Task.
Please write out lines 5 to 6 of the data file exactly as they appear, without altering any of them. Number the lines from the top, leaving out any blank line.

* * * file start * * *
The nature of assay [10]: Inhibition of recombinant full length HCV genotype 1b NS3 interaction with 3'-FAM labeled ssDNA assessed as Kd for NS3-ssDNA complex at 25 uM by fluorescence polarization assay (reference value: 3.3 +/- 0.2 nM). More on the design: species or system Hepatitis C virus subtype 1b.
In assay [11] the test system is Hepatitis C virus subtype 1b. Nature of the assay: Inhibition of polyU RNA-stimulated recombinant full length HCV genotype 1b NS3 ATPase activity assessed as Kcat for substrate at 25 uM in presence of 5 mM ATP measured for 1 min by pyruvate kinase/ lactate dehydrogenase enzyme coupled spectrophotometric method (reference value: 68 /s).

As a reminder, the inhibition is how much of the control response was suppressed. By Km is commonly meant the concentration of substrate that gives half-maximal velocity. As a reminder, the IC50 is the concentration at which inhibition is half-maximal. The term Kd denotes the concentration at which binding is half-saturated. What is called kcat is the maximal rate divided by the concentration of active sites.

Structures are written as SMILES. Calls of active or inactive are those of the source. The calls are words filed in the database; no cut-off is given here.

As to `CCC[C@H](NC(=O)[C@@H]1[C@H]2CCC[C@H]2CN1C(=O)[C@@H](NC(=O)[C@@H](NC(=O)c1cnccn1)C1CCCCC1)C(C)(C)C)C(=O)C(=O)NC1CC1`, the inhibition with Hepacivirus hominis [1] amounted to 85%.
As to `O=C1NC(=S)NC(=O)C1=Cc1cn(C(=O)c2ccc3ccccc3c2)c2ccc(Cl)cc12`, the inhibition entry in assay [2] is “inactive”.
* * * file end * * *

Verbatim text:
As to `CCC[C@H](NC(=O)[C@@H]1[C@H]2CCC[C@H]2CN1C(=O)[C@@H](NC(=O)[C@@H](NC(=O)c1cnccn1)C1CCCCC1)C(C)(C)C)C(=O)C(=O)NC1CC1`, the inhibition with Hepacivirus hominis [1] amounted to 85%.
As to `O=C1NC(=S)NC(=O)C1=Cc1cn(C(=O)c2ccc3ccccc3c2)c2ccc(Cl)cc12`, the inhibition entry in assay [2] is “inactive”.